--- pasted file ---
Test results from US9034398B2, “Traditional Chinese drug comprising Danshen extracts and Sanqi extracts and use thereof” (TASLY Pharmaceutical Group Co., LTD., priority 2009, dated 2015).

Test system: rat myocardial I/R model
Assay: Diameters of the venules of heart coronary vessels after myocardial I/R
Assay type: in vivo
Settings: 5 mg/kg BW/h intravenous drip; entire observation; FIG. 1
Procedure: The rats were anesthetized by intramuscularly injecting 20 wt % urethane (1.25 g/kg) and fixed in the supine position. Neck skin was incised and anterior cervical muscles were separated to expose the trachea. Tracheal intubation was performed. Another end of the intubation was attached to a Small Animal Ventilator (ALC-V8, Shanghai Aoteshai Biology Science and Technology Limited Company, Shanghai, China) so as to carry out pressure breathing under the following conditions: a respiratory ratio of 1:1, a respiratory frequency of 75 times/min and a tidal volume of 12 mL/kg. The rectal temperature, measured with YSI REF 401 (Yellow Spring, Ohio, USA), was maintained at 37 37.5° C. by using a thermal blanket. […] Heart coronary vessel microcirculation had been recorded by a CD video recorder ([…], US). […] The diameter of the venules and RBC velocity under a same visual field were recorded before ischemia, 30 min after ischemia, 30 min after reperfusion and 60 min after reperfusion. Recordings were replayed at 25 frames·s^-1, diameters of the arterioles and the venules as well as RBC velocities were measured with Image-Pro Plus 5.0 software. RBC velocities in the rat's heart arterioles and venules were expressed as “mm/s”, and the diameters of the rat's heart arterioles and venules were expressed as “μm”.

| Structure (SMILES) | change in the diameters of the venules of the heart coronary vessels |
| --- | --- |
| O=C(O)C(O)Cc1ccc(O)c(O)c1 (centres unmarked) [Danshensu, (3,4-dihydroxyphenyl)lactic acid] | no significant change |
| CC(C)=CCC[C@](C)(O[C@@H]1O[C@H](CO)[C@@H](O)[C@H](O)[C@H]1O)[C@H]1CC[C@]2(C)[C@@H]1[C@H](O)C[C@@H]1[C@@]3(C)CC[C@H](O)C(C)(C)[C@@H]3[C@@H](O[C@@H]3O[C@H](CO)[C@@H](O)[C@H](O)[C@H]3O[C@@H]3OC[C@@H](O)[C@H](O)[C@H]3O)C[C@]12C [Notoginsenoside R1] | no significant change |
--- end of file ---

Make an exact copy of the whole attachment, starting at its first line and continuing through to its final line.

Test results from US9034398B2, “Traditional Chinese drug comprising Danshen extracts and Sanqi extracts and use thereof” (TASLY Pharmaceutical Group Co., LTD., priority 2009, dated 2015).

Test system: rat myocardial I/R model
Assay: Diameters of the venules of heart coronary vessels after myocardial I/R
Assay type: in vivo
Settings: 5 mg/kg BW/h intravenous drip; entire observation; FIG. 1
Procedure: The rats were anesthetized by intramuscularly injecting 20 wt % urethane (1.25 g/kg) and fixed in the supine position. Neck skin was incised and anterior cervical muscles were separated to expose the trachea. Tracheal intubation was performed. Another end of the intubation was attached to a Small Animal Ventilator (ALC-V8, Shanghai Aoteshai Biology Science and Technology Limited Company, Shanghai, China) so as to carry out pressure breathing under the following conditions: a respiratory ratio of 1:1, a respiratory frequency of 75 times/min and a tidal volume of 12 mL/kg. The rectal temperature, measured with YSI REF 401 (Yellow Spring, Ohio, USA), was maintained at 37 37.5° C. by using a thermal blanket. […] Heart coronary vessel microcirculation had been recorded by a CD video recorder ([…], US). […] The diameter of the venules and RBC velocity under a same visual field were recorded before ischemia, 30 min after ischemia, 30 min after reperfusion and 60 min after reperfusion. Recordings were replayed at 25 frames·s^-1, diameters of the arterioles and the venules as well as RBC velocities were measured with Image-Pro Plus 5.0 software. RBC velocities in the rat's heart arterioles and venules were expressed as “mm/s”, and the diameters of the rat's heart arterioles and venules were expressed as “μm”.

| Structure (SMILES) | change in the diameters of the venules of the heart coronary vessels |
| --- | --- |
| O=C(O)C(O)Cc1ccc(O)c(O)c1 (centres unmarked) [Danshensu, (3,4-dihydroxyphenyl)lactic acid] | no significant change |
| CC(C)=CCC[C@](C)(O[C@@H]1O[C@H](CO)[C@@H](O)[C@H](O)[C@H]1O)[C@H]1CC[C@]2(C)[C@@H]1[C@H](O)C[C@@H]1[C@@]3(C)CC[C@H](O)C(C)(C)[C@@H]3[C@@H](O[C@@H]3O[C@H](CO)[C@@H](O)[C@H](O)[C@H]3O[C@@H]3OC[C@@H](O)[C@H](O)[C@H]3O)C[C@]12C [Notoginsenoside R1] | no significant change |